Born in Switzerland in 1901, Alberto Giacometti was encouraged to take up a career in art by his artist father. He studied at the Ecole des Beaux-Arts and the Ecole des Arts et Métiers in Geneva before relocating to Paris in 1922. Here Giacometti attended sculpture classes at the Académie de la Grande Chaumière and circulated among artists such as Pablo Picasso and Max Ernst. In the early 1930s, Giacometti played an integral role in the Parisian Surrealist movement; his sculptures Spoon woman and Woman with her throat cut date from this period. Toward the end of the 1930s, Giacometti’s iconic elongated figural sculptures began to emerge.

In 1962, Giacometti was awarded the Venice Biennale’s Grand Prize for Sculpture. Though famous for his sculptures, Giacometti also produced many graphic works throughout his artistic career. The Kenneth Tyler Collection features two lithographs which Giacometti created at Gemini Ltd in 1965. The prints, Standing woman and Seated figure (woman), are typical examples of Giacometti’s graphics, both featuring a solitary figure in an interior.
Emilie Owens

Further reading

Chronology
 

1901
Born in Borgovno, Switzerland

1904
Family relocates to Stampa, Switzerland

1915-19
Attends the Evangelical School in Schiers, Switzerland

1919-20
Studies painting at the École des Beaux-Arts and sculpture and drawing at the École des Arts et Métiers in Geneva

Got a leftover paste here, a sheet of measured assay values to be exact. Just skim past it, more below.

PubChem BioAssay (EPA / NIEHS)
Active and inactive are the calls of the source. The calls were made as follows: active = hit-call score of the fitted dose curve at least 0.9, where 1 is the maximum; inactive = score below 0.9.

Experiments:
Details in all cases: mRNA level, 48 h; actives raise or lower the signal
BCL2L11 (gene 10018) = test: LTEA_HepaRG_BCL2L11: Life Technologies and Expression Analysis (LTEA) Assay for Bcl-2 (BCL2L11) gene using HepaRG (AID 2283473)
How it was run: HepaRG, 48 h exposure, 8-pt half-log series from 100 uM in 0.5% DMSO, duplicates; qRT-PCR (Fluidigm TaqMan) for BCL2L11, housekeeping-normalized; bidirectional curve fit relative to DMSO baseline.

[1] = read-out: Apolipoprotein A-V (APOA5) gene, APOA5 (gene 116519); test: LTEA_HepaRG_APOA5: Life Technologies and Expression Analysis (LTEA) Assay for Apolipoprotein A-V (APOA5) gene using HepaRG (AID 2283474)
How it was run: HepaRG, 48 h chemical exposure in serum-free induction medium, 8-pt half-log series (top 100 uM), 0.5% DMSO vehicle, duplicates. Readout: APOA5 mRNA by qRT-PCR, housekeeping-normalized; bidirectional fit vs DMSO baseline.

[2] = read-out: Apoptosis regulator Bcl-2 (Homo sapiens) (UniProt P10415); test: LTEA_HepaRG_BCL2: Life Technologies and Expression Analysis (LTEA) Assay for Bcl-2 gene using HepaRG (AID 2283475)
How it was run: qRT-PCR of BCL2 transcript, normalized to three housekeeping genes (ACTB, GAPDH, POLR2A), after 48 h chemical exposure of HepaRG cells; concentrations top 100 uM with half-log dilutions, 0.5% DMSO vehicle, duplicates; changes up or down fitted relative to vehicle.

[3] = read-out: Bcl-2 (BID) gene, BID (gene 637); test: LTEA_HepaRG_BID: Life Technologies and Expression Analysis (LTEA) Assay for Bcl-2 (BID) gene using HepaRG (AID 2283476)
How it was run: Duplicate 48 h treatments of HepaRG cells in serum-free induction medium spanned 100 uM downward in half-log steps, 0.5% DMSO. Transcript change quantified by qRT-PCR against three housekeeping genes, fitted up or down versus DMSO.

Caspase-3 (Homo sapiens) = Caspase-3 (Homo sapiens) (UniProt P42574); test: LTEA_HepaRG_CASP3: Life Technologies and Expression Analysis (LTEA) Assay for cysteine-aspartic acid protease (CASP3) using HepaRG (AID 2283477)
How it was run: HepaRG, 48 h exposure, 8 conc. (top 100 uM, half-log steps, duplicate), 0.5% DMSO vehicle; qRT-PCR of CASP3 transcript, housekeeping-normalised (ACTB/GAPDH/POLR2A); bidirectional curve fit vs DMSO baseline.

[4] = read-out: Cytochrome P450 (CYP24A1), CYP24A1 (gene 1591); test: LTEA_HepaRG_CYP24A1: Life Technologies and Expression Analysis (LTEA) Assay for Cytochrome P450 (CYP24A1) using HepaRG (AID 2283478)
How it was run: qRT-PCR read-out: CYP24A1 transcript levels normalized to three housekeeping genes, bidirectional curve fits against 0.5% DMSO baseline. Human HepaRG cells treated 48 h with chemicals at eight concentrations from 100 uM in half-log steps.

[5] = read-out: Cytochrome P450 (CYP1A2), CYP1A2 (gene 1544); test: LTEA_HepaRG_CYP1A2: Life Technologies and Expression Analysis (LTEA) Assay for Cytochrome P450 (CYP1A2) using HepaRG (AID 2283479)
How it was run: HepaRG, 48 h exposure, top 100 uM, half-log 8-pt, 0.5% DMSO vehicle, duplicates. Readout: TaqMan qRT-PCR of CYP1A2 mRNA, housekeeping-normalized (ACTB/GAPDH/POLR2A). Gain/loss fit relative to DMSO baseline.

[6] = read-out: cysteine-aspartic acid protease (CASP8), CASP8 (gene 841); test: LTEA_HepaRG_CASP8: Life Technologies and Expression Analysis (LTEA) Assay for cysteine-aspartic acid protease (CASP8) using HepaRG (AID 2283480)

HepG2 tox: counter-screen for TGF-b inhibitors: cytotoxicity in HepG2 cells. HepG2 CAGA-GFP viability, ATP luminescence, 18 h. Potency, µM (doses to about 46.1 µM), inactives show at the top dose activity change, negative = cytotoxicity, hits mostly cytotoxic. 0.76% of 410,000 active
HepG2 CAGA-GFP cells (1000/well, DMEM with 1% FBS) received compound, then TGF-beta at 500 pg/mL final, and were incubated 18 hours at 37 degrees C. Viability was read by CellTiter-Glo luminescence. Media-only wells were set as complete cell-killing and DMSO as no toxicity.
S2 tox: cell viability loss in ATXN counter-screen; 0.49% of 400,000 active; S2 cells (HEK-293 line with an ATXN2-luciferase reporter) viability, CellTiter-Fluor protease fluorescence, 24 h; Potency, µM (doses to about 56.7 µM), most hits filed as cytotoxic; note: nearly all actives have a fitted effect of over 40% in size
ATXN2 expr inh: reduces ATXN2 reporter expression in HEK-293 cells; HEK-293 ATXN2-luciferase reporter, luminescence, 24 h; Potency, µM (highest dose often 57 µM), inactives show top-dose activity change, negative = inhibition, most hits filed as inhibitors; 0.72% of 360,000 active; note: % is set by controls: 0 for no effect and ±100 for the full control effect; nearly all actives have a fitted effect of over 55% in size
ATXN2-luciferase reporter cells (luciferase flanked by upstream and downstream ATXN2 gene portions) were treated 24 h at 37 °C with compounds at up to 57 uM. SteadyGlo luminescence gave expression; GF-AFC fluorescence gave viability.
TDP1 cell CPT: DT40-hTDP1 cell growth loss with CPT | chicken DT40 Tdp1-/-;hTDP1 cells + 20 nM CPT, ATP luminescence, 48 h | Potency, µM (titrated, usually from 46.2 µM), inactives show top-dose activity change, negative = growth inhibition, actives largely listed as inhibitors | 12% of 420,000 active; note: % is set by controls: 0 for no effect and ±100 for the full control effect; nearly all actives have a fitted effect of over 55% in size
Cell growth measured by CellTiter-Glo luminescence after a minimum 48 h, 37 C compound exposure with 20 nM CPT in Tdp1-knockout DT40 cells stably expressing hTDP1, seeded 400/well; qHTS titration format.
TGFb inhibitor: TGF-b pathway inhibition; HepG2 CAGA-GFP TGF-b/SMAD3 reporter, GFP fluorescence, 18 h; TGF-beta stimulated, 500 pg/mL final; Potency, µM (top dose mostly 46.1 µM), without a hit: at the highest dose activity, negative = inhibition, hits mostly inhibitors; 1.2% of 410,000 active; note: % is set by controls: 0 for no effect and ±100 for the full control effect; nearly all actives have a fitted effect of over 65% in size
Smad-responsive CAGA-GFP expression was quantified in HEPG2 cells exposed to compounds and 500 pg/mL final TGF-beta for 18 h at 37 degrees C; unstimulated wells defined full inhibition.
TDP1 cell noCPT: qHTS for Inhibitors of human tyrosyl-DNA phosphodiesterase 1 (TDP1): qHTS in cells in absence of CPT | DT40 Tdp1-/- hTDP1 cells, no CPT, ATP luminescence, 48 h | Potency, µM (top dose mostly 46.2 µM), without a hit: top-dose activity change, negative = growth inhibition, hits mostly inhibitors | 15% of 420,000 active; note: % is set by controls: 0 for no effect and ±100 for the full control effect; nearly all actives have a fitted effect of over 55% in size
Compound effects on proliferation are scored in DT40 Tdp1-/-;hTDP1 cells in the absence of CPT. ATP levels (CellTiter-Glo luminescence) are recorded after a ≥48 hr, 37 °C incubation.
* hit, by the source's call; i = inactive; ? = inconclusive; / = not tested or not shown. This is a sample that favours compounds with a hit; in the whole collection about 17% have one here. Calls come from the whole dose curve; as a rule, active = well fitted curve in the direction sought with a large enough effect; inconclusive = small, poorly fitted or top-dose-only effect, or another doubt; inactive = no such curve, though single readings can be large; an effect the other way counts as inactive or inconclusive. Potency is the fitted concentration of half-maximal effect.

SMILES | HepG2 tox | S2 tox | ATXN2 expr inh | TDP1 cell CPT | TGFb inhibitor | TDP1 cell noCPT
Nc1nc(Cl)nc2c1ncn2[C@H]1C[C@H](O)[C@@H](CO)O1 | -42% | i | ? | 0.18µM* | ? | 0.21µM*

1920
Travels to Italy with his father Giovanni; attends the Venice Biennale and visits the Arena Chapel in Padua before returning to Switzerland and working in Geneva and then returning to Italy; visiting Florence and settling in Rome

1922
Moves to Paris

1922-7
Attends sculpture classes at the Académie de la Grande Chaumière taught by Antoine Bourdelle. Attendance at classes is sporadic, and punctuated by long absences.

1926
Produces first major sculpture, Spoon woman

1927
Sets up a studio with his brother Diego, who becomes his assistant and constant companion. Exhibits sculpture at the Salon des Tuileries, Paris. Exhibits for the first time in Switzerland, with his father, at the Galerie Aktuayrus, Zurich

1928
Meets artists André Masson, Pablo Picasso, Max Ernst, Joan Miró, and the writers Georges Bataille and Louis Aragon

1930-34
Involved with the Parisian group of Surrealists

1932
First solo exhibition, Galerie Pierre Colle, Paris

1939
Meets Jean-Paul Sartre and Simone de Beauvoir

1934
First American solo exhibition, Julien Levy Gallery, New York

1942
Moves to Geneva

1948
Solo exhibition, Pierre Matisse Gallery, New York

1955
Retrospective exhibitions at the Arts Council Gallery, London, and the Solomon R Guggenheim Museum, New York

1961
Receives Sculpture Prize, Carnegie International, Pittsburgh, United States of America

1962
Included in Venice Biennale, Italy, and is awarded the Grand Prize for Sculpture

1965
Travelling retrospective exhibition, originating at the Museum of Modern Art, New York; solo exhibition, Alberto Giacometti: sculpture, paintings, drawings 1913 – 1965, Tate, London; retrospective exhibitions, Louisiana Museum, Humlebaek, Denmark and the Stedelijk Museum, Amsterdam Netherlands. Receives the Grand Prix National des Arts from the French Government

1966
Alberto Giacometti died in Chur, Switzerland

Emilie Owens, 2007
This chronology provides an overview of selected biographical information, major solo and group exhibitions held within the artist's own lifetime.

Further information will be added to this site as the National Gallery proceeds with its research and documentation.

Last updated August 2014